Results of a large randomised controlled trial of growth mindset

In a recent issue of Best Evidence in Brief, we reported on an English study of a growth mindset intervention, which found no evidence that it led to additional progress in literacy or numeracy. Now a US randomised controlled trial published in the journal Nature has found that a short, online, self-administered growth mindset intervention may improve achievement among lower-achieving students and increase overall enrollment in advanced math courses.

The study, conducted by David Yeager and colleagues, was the largest ever randomised controlled trial of growth mindset in US schools, with 12,000 ninth graders (Year 10) in 65 schools involved.

Students were individually randomised to either a control or intervention group. The intervention group was asked to complete two 25-minute online courses, taken three weeks apart. Students were given information about how the brain works and the latest research on growth mindset – then they completed activities such as explaining what they had learned from the course to students in the year below. Students in the control group were given a similar programme with information on how the brain worked, but no information on growth mindset.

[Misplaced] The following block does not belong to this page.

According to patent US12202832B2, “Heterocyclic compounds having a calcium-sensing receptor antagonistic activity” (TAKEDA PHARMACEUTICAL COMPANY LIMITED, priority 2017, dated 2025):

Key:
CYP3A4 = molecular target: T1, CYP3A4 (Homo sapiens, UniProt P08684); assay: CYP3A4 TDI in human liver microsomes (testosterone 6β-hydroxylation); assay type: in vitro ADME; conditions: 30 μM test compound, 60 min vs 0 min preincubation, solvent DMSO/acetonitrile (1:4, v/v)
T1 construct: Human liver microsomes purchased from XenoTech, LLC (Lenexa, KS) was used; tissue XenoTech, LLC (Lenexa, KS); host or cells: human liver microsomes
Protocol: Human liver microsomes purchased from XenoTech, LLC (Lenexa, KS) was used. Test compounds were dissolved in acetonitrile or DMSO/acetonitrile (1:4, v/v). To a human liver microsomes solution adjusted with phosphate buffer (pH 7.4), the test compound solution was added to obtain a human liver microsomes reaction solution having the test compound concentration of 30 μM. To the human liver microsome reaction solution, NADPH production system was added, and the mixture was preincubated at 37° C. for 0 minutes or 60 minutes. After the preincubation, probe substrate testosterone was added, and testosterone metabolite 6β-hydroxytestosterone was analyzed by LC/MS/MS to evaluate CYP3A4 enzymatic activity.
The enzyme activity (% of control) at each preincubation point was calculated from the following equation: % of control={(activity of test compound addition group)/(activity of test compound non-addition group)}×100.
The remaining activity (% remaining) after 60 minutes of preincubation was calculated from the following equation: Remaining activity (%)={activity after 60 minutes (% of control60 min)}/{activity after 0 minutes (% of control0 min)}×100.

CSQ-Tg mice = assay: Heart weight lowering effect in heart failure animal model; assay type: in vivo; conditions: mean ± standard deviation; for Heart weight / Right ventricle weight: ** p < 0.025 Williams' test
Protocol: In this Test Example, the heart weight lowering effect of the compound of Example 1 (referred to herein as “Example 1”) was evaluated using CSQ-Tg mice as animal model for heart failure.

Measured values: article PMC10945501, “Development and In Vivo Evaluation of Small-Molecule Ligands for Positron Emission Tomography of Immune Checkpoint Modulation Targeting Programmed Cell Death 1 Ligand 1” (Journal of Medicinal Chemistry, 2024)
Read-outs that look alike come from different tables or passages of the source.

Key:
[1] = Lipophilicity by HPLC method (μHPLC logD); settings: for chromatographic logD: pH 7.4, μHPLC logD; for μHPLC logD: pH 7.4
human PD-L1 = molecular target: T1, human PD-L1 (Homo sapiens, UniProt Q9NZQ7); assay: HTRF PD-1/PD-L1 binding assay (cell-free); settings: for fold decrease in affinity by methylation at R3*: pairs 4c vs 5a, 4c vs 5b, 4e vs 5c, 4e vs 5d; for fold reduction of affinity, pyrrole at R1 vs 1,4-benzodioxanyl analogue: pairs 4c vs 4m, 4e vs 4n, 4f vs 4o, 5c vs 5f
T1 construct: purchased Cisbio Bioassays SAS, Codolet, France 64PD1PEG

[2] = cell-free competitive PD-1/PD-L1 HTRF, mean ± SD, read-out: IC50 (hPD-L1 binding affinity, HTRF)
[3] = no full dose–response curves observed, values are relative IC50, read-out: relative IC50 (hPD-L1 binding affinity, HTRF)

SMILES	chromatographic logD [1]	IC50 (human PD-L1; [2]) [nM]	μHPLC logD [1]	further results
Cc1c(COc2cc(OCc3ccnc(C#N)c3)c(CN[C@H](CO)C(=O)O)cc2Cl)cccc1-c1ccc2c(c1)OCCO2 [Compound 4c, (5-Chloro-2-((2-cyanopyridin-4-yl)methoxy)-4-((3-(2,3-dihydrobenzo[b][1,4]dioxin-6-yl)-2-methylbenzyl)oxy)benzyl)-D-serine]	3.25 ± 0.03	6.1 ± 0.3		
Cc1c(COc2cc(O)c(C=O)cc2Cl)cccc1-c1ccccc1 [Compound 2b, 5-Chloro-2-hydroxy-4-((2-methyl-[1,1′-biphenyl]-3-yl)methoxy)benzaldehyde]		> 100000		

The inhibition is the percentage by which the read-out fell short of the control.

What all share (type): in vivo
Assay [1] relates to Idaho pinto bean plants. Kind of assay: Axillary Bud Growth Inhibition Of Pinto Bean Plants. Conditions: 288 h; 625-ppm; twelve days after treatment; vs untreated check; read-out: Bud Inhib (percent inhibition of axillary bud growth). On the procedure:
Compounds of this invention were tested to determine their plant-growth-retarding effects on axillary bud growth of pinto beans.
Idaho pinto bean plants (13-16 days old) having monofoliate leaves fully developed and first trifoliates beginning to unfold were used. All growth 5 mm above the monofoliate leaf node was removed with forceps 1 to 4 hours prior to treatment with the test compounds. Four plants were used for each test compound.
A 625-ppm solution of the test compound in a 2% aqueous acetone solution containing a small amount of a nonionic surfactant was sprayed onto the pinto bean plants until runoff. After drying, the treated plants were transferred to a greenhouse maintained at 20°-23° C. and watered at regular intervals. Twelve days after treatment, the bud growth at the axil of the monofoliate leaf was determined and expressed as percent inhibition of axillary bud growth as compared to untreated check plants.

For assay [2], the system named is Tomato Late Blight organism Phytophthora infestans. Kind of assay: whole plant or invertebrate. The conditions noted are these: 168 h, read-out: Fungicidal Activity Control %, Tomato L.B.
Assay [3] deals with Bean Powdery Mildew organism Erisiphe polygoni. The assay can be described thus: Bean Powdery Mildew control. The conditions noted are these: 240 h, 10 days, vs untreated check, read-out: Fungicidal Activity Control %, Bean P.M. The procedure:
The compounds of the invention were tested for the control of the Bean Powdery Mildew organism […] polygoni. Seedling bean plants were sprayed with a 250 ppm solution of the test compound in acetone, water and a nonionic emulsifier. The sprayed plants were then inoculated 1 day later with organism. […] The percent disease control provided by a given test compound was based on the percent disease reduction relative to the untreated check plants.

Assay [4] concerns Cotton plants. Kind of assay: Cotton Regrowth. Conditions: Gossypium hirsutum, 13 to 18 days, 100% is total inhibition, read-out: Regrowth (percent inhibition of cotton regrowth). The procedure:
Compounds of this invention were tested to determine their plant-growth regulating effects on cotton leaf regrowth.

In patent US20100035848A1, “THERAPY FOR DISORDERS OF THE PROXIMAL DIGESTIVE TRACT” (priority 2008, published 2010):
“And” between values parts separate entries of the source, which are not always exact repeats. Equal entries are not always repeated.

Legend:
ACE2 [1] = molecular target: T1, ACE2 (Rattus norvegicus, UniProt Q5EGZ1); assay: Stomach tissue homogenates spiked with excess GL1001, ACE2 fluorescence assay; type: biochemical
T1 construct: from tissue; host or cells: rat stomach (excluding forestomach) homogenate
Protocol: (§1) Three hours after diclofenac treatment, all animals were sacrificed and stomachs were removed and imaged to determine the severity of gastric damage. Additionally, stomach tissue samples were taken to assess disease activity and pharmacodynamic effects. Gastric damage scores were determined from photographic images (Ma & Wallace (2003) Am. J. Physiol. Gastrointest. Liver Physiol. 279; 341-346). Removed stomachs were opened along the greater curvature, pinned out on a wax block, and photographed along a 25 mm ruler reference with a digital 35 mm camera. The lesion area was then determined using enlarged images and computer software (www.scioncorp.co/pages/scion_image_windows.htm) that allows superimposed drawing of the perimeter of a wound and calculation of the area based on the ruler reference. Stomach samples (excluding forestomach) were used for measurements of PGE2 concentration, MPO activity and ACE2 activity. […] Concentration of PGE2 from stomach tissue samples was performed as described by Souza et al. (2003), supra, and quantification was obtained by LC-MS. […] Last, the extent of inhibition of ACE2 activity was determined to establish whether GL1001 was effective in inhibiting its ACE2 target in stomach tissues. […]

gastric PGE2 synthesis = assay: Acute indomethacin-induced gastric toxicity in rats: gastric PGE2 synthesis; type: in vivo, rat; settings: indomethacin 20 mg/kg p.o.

Following the intervention, students’ grade point average (GPA) in their core classes of maths, science, English, and social studies, were collected. (In the US, grade point averages run from 4.0, which is an A, to 1.0, which is a D. There is no E grade. The score below D is an F.)

The study found that:

  • GPA scores for lower-achieving students in the intervention group rose by 0.1 points relative to peers in the control group (effect size = +0.11).
  • The proportion of lower-achieving students with D or F averages dropped by 5%.

Both higher- and lower-achieving students were more likely to take an advanced maths class in 10th grade (Year 11) – meaning enrollment in these courses rose from 33% to 36% in the 41 schools that shared this data.

Source: A national experiment reveals where a growth mindset improves achievement (August 2019) Nature.

Student allocation to maths sets not always based on previous achievement

Research into grouping by achievement, by academics from Queen’s University Belfast and University College London, has found that nearly a third of students in England were allocated to higher or lower maths sets than their previous test performance implied.

The study, published in the British Educational Research Journal, analysed data from 9,301 Year 7 students at 46 secondary schools in England. The researchers compared which maths set the students would have been put in – based on Key Stage 2 maths test scores – with the sets they were actually placed in. Overall, they found that 31.1% of students were misallocated – placed in sets that were either higher or lower than their results at the end of primary school would have indicated.